Trade of the Day: Research in Motion (RIMM)

RIMM's business doesn't look attractive, so play the downside

   

Recommendation: Short RIMM stock following the release of BB10 on Jan. 30

Option Alternative: Buy the March at the money puts following the BB10 release as a way to profit from the decline or protection against long term bullish positions.

The stock of Research in Motion (NASDAQ:RIMM) has been on quite a tear, with a share price that has almost tripled since September in the run-up to BlackBerry 10. Both Scotia Group and Jeffries Capital upgraded the stock after RIMM CEO Thorsten Heins announced that licensing its products and software was still on the table…but until that becomes a reality, RIMM is still not worth a long-term investment.

Loss of Core Users

To its credit, RIMM boasts a loyal following. RIMM’s corporate clients are part of that base, and the company has maintained a rapport with them because of its highly respected security safeguards. Also, it boasts 100 million users of its unique instant messaging system.

RIMM suffered a blow last fall when it lost its exclusive status as the Pentagon’s smartphone provider. However, security strides Apple and Google made to their software and devices made them just as attractive. In October, the Pentagon opened up the bidding process for mobile phone vendors, a move prompted by requests from members of the military who wanted devices with larger screens, which are strong features of Samsung, Nokia (NYSE:NOK), HTC, LG and Apple (NASDAQ:AAPL) devices.

Can’t Dismiss RIMM’s Poor Fundamentals

The company’s very disturbing fundamentals continue to gnaw at us. For example, RIMM’s earnings per share have been in a free fall from $3.27 to negative $1.15 over the last five quarters. It will take some tremendous BB10 sales and several quarters of earnings growth from those sales to correct this downward spiral.

RIMM’s third quarter revenue was $2.7 billion. That was a 5% decline from the $2.9 billion reported in the previous quarter. And that was a 47% decline from the $5.2 billion reported in the same quarter of fiscal 2012.

Then there is its stock performance. Back in mid-2008, RIMM was trading as high as $145. Clearly its deterioration in price was caused more by the recession than Apple’s iPhone release. Between 2009 and 2011, the stock consistently traded between $83 and $70. However, it fell sharply, plummeting below $30 in 2011.

In 2011, RIMM was plagued by service outages, and they weren’t unique to any particular area of the country. They were worldwide. Consumers took that as the chance to jump ship, and they did so in droves.

The outages could not have come at a worse time—the last episodes happened within days of Apple’s iPhone 4S release. Google’s Android-powered smartphones were also gobbling up market share.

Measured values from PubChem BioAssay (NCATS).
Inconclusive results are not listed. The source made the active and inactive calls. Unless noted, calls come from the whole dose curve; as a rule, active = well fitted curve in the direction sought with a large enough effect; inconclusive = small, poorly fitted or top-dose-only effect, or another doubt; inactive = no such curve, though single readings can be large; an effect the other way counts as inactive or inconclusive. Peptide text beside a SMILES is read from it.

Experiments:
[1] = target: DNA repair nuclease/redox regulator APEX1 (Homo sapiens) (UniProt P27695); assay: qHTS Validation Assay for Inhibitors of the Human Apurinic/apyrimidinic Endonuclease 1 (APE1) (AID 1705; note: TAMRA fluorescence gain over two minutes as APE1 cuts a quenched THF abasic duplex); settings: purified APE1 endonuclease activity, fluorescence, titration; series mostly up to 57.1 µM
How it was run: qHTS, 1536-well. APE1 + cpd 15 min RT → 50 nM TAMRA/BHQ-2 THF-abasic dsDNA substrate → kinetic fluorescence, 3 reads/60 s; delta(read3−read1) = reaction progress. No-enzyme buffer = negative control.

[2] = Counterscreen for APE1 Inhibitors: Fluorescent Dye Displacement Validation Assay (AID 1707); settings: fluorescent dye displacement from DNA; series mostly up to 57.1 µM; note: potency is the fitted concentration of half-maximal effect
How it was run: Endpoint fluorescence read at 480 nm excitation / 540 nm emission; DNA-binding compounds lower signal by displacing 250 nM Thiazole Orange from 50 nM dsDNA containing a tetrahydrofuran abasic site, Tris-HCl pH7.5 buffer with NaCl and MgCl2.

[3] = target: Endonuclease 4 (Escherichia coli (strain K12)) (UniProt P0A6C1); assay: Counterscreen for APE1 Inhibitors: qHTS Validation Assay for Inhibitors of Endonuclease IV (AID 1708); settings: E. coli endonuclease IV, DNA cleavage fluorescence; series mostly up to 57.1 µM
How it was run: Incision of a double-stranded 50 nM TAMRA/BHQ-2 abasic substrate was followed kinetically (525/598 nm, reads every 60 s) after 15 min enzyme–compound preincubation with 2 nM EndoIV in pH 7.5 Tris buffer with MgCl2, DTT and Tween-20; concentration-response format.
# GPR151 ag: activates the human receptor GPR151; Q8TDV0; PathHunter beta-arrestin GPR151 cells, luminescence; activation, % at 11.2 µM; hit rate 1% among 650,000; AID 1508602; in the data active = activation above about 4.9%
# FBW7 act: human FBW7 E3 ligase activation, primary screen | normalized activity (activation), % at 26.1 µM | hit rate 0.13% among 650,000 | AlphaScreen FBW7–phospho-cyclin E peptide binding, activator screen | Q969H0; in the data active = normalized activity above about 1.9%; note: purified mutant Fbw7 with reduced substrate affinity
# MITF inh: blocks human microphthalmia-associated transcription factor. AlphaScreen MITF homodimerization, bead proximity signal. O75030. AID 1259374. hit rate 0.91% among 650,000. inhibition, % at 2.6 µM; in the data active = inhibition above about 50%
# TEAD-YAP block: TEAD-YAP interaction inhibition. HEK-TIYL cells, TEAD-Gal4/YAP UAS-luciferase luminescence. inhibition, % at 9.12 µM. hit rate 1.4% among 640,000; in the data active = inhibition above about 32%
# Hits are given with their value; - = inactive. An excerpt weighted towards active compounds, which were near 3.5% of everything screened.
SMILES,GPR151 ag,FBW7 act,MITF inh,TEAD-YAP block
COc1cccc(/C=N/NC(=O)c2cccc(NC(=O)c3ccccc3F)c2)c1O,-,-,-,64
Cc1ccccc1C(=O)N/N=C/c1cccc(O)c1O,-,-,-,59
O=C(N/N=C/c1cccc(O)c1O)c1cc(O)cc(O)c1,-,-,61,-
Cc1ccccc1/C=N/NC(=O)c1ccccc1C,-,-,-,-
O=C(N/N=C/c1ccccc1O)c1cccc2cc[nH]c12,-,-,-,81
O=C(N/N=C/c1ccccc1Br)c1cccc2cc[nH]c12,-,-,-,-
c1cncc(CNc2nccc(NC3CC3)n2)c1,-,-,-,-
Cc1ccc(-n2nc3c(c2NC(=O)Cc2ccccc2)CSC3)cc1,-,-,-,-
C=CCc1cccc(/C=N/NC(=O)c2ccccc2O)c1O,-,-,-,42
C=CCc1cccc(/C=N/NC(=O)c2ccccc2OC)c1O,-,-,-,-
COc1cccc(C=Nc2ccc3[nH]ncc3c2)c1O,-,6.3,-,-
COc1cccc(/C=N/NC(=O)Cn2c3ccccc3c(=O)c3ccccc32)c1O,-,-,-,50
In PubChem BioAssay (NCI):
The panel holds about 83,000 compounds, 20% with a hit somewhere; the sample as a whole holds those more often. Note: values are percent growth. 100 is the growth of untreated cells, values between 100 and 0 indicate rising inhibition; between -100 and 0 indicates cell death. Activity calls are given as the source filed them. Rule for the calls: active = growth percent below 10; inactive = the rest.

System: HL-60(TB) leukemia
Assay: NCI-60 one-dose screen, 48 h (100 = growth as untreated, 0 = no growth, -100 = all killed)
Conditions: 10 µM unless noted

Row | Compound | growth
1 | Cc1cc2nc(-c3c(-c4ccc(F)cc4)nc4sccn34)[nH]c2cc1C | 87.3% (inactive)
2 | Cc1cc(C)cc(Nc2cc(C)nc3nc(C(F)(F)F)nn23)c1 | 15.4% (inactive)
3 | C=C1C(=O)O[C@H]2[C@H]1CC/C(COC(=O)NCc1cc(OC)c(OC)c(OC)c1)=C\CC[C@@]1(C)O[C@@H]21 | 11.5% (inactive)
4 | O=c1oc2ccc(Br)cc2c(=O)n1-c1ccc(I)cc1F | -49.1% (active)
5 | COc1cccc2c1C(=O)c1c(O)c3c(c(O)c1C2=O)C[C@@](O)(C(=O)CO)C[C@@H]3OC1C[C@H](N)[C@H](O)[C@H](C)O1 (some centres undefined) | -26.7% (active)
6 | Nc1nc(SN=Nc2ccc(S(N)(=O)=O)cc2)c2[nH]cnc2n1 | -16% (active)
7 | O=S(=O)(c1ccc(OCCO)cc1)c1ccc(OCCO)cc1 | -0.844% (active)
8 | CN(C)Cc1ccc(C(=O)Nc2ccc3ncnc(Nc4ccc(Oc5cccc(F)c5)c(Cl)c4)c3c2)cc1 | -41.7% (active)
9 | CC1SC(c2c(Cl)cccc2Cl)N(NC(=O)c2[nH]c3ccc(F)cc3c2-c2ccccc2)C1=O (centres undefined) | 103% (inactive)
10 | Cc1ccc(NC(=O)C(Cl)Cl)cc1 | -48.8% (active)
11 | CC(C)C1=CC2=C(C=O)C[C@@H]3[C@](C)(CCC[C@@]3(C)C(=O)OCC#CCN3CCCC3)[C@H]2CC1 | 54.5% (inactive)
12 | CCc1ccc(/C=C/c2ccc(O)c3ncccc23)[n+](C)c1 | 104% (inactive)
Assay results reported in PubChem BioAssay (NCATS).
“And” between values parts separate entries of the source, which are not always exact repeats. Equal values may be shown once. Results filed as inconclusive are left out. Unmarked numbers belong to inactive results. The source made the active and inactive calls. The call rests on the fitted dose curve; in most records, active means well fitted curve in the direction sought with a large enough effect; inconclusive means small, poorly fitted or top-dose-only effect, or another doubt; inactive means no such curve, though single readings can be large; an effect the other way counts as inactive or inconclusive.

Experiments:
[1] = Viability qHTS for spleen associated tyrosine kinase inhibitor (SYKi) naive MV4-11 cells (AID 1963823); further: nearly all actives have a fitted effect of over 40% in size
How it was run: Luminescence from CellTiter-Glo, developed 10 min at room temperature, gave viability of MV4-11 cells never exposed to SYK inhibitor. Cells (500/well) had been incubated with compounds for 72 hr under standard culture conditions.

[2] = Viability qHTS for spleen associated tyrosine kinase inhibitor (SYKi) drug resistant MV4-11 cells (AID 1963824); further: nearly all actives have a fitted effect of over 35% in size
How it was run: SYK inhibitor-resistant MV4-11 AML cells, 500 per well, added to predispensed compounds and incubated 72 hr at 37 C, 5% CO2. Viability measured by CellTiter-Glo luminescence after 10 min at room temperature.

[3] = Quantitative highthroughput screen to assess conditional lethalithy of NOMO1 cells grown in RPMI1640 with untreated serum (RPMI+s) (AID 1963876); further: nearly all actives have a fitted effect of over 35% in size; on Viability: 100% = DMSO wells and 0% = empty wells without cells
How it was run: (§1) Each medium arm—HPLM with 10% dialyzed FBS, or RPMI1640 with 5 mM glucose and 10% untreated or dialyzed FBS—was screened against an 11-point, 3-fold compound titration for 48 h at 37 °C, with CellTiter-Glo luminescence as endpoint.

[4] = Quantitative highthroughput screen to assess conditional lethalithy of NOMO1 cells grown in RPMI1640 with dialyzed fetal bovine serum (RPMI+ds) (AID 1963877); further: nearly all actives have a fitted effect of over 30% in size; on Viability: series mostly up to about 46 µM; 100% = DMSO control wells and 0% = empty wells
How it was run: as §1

What Went Wrong

When BlackBerry first hit the market in 2003 it became a hit because of its email capability, soon earning the nickname ‘crackberry’ among business professionals glued to their work.

Then something completely unexpected happened in 2007. Apple’s iPhone. The attractiveness of Apple became clear, with another popular mobile phone maker, Palm, also losing market share and going out of business.

RIMM’s main problem was failing to manufacture products that held consumers’ attention spans. Yes, RIMM did an excellent job retaining its core base of customers – many people still carry BlackBerrys – even if just as back up to whatever other mobile phone they keep with them.

BB10 to the Rescue

BlackBerry 10 has received decent reviews from those who’ve had the pleasure to toy with it. A plus we continue to hear is that its interface is impressive. The question remains over whether it can be a true contender to Apple and anything powered by Google’s Android OS.

We think the idea of the company licensing or selling its products or software will be the catalyst to a turnaround. Some of the names that have been bandied about include IBM (NYSE:IBM), Samsung, Nokia and Microsoft (NASDAQ:MSFT).

Until then, RIMM is only a long term play for those who can stick it out through a disappointing few quarters of sales for the BB10. The company has placed too many eggs in one basket by putting so much hope on BlackBerry 10. RIMM has arrived awfully late to the smartphone game, and it will take time for sales of its flagship to gain the traction it needs to maintain its current stock price.

Recommendation: We recommend a quick short-side trade in RIMM following the Jan.30 release of BlackBerry 10. The recent run looks like a classic “buying the rumor” frenzy and one that is likely to run out of steam when traders “sell the news.” This is a very risky trade but having observed a very similar chain of events with Palm and Nokia in years past, the risk/reward is compelling.

Options Alternative: At-the-money March puts are a way to leverage the trade or take advantage of the opportunity with a smaller amount of cash in notional terms. Long term bulls may look at the same put position to protect their profits from a selling frenzy, should one occur, which may be more reliable than a stop loss if traders decide to get out before earnings at the end of March.

John Jagerson and S. Wade Hansen are co-founders of LearningMarkets.com, as well as the co-editors of SlingShot Trader, a trading service designed to help you make options profits by trading the news.  Get in on the next trade and get 1 free month today by clicking here.

 


Article printed from InvestorPlace Media, http://investorplace.com/247trader/trade-of-the-day-research-in-motion-rimm/.

©2014 InvestorPlace Media, LLC

Comments are currently unavailable. Please check back soon.